Thursday, October 1, 2009

Friday Fiction for October 2, 2009

Friday Fiction is now organized and directed by Karlene, so make extra sure to pop over to her blog and give her a special thank-you for taking the reins on this project. Since she’s also hosting this week on Homespun Expressions, you have double the reason to visit.

And now, without further ado, here is the conclusion to Hogs of the Heavens. I hope this fulfills my promise of the story making sense.

Part 1

Part 2

Part 3

Part 4

Part 5

Hogs of the Heavens

Part 6 – Conclusion

By Rick Higginson

“I don’t know, but I think we need to get her back to Voidrunner and get some food in her before she can tell us much.”

Cranston kept a close watch on Violet as they followed the green lights through Erikson’s labyrinthine passages. It wasn’t just the blood-sugar crash; the woman had become as emotionally broken as Minerva had been when he’d first met her. Did it just hit you that everyone you ever knew is dead? No – it couldn’t be that. You still had drive right up until you saw Minerva.

They paused for a few moments when one of the ship’s remotes intercepted them, carrying a folded bundle. It waited while Minerva slipped into the tailored jumpsuit, and then took her discarded rags for recycling.

The uniform only increased the disparity between the two. While the sow grew more confident and excited with the addition of decent clothing, Violet descended into a deeper morosity. She was, if possible, even more listless as they resumed progress towards the scout vessel.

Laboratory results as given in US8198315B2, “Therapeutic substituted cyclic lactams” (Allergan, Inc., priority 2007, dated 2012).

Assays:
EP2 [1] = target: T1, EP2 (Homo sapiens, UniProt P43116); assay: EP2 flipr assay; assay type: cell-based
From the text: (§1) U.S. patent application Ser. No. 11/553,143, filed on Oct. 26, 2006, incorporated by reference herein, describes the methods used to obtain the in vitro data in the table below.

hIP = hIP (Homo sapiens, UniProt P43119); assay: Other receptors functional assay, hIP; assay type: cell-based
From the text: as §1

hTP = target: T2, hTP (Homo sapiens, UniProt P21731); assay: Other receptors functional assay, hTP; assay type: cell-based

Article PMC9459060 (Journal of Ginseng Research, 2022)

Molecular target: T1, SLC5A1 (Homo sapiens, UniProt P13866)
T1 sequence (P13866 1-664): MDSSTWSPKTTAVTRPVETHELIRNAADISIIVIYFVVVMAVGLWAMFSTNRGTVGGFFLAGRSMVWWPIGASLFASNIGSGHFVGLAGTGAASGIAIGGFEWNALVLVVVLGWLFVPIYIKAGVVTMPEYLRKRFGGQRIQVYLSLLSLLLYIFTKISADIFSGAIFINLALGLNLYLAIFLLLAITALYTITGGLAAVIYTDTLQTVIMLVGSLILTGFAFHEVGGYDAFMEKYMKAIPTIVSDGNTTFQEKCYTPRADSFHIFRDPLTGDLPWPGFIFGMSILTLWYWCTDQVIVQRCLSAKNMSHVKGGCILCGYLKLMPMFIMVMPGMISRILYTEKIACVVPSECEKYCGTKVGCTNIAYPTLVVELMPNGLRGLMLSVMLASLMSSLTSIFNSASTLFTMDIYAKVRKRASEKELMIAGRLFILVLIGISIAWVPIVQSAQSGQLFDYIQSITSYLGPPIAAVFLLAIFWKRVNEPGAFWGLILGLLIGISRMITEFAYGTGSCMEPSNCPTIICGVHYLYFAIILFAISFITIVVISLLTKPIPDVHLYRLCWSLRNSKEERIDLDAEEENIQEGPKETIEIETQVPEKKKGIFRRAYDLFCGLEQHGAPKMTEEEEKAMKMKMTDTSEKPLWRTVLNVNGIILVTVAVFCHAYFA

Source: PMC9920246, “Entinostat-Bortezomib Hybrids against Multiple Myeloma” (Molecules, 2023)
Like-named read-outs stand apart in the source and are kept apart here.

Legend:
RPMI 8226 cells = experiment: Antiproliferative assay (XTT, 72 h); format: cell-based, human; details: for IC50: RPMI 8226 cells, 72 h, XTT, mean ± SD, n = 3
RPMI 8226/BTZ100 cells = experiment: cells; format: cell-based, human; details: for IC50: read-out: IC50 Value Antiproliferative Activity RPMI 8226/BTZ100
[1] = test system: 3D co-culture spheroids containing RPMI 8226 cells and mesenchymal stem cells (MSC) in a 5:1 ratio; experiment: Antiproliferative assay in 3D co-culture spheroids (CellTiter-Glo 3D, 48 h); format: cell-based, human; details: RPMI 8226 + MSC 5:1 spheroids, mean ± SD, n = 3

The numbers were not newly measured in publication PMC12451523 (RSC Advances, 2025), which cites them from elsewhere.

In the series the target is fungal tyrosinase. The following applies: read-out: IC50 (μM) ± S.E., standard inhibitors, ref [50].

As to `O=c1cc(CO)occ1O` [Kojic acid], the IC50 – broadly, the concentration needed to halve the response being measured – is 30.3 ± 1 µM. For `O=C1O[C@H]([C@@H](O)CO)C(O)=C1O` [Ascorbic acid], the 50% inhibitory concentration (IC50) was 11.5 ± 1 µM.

At the docking collar, Cranston entered first and then reached back to draw Violet through. Minerva followed as he settled her into the cramped galley and strapped the woman into the seat. He prompted the synthesizer for three servings of food, and pressed the first delivered into Violet’s hands.

She gave the compressed wafer a blank look.

“Trust me,” he said. “It’s much better than anything the Erikson was able to synthesize. The technology has advanced a long way since your mission launched. If we were under normal gravity conditions, it would even look like normal food.”

Minerva accepted the second serving from him, and sniffed it. She took a bite and chewed it slowly. “Interesting,” she said. “I can identify the flavors blended in this, but I can’t really isolate the ingredients.”

“The ingredients are atomic elements,” Cranston said. “The synthesizer combines them into the molecular chains for the desired product, which, in this case, is a balanced carbohydrate and protein biscuit.”

“You have so many wonderful things,” Minerva said. She ate the remainder of her wafer quickly.